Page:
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I am having a hard time trying to understand the mathematical principle behind XGBoost. What really bothers me is the definition of the model complexity:

$$ \Omega(f) = \gamma T + \frac12 \lambda \sum_{j=1}^T w_j^2 $$

Can someone tell me what $γ$ and $λ$ stand for?

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    $\begingroup$ A good place to start would be to read about what the algorithm actually does. arxiv.org/pdf/1603.02754v3.pdf $\endgroup$ – Reinstate Monica Aug 12 '16 at 15:42
  • $\begingroup$ yes, the website is a simplified version with informal math descriptions. $\endgroup$ – Haitao Du Aug 12 '16 at 15:46
  • $\begingroup$ I answered a very similar question here: stats.stackexchange.com/questions/178012/… $\endgroup$ – Matthew Drury Aug 12 '16 at 16:09
  • $\begingroup$ @MatthewDrury what? exactly same question? we should mark this as duplicate $\endgroup$ – Haitao Du Aug 12 '16 at 16:16
  • $\begingroup$ I wasn't completely confident of that, as this seems to ask for the definition of those parameters. I must admit, I'm sketchy on the definition of duplicate, and I tend to err on the conservative side of marking duplicates. $\endgroup$ – Matthew Drury Aug 12 '16 at 16:17
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First please check Matthew Drury's answer here for a similar question.


In general, model complexity can be defined as a function of number of free parameters: the more free parameters a model has, the more complex the model is. In addition, if a model has many parameters but we put many restrictions to them, so they are not that "free", it would also give us a "simpler" model. That is the key idea behind regularization.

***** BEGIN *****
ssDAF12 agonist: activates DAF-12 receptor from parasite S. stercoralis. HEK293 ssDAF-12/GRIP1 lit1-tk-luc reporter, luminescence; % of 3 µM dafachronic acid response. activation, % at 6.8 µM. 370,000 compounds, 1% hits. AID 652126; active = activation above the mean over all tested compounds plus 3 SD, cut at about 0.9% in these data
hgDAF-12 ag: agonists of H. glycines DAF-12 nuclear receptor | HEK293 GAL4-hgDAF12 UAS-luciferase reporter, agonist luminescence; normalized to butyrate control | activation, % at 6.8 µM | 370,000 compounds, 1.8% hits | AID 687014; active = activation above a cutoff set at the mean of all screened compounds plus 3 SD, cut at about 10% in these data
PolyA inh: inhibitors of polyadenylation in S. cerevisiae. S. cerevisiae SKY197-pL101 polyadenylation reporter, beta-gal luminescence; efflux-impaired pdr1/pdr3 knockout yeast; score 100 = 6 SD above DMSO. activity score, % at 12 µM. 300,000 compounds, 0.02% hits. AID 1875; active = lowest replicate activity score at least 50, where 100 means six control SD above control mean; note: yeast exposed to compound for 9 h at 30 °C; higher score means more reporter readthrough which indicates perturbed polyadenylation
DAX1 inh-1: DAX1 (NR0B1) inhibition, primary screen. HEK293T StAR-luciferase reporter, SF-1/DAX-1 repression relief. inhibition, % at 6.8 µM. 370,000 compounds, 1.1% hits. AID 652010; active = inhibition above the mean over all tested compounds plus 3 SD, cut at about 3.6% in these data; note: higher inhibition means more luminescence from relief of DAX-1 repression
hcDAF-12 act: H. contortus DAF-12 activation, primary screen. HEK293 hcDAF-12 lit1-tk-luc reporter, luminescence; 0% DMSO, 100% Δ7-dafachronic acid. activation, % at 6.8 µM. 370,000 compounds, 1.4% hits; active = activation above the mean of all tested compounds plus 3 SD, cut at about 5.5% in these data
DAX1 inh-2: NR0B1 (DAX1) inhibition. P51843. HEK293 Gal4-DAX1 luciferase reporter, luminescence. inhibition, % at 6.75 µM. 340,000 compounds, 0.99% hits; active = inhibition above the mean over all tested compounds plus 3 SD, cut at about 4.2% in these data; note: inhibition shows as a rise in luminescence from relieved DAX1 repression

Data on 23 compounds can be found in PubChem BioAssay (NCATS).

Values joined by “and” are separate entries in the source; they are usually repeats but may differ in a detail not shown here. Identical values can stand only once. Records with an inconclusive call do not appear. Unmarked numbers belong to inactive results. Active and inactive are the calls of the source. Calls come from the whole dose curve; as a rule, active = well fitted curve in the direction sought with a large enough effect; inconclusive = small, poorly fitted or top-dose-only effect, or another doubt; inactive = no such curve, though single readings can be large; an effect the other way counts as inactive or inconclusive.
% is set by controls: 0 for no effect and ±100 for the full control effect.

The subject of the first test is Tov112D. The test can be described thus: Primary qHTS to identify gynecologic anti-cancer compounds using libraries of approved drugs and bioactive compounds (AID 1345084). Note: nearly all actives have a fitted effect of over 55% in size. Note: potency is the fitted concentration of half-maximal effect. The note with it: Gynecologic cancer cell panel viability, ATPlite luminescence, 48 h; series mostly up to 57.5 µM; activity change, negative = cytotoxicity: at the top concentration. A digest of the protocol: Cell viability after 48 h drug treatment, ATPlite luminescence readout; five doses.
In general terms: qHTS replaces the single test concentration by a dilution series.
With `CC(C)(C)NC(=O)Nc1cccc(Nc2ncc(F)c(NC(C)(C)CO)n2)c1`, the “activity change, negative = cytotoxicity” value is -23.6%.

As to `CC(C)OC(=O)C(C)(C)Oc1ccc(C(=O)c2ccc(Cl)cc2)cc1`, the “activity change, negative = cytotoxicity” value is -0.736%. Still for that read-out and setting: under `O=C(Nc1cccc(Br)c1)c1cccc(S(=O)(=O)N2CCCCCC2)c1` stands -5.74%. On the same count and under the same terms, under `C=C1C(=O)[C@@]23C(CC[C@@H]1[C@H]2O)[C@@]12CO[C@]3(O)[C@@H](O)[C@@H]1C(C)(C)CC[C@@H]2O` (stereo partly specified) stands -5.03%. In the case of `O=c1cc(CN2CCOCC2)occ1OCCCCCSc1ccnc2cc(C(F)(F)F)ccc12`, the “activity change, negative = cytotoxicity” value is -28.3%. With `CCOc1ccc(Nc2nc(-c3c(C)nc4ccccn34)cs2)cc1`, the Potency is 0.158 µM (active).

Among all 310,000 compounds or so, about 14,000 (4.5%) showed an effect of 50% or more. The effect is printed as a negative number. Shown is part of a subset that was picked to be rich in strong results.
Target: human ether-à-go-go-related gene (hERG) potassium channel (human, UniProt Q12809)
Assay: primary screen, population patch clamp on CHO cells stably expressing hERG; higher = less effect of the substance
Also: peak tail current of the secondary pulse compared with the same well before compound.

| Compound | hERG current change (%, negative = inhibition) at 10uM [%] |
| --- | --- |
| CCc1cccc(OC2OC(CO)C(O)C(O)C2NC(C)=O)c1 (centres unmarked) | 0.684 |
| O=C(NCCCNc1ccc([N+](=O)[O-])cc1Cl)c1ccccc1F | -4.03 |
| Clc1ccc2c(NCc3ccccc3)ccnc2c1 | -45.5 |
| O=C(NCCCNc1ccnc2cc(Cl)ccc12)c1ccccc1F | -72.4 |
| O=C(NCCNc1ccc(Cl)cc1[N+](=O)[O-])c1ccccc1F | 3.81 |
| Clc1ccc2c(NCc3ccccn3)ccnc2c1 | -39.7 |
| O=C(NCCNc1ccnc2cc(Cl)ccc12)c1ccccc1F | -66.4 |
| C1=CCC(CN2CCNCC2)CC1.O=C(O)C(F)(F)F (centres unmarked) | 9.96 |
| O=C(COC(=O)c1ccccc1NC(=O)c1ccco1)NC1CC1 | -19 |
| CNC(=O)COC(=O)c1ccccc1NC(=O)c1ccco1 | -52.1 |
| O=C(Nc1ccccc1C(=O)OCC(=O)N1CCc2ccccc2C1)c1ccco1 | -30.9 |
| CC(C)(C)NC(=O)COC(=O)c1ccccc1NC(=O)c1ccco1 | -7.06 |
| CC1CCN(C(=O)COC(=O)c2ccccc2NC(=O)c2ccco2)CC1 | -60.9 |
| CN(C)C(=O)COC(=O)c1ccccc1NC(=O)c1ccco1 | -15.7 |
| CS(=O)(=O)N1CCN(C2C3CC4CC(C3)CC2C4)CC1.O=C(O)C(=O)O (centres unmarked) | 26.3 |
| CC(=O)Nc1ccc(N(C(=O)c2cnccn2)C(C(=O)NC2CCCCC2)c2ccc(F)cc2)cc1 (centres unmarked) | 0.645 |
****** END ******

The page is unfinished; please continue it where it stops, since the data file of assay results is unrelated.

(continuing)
There are different definitions of model complexity. AIC and BIC are widely used. In the link you provided, the notations are not standardized or widely used in statistics / machine learning fields but with some customization of author's preference. As mentioned in the document, $T$ is number of leaves in a boosting tree and $w_i$ is score for each leaves. So intuitively, the more leaves we have, the more free parameters we have, and the large the weights are the more complex the model is (which is similar to ridge regression)

To conclude, as mentioned in the original link, this is one way of defining the complexity (not a "standard way"), and the it penalize number of leaves and the weights of the leaves using L2 norm.

$\gamma$ is a threshold for the gain.

if the gain is smaller than $\gamma$, we would do better not to add that branch.

$\lambda$ is a regularization parameter.

The larger the $\gamma$ and $\lambda$ are the more regularization on the model / simpler the model is.

check this link and search gamma and lambda.

gamma [default=0] minimum loss reduction required to make a further partition on a leaf node of the tree. the larger, the more conservative the algorithm will be.

lambda [default=1] L2 regularization term on weights, increase this value will make model more conservative.

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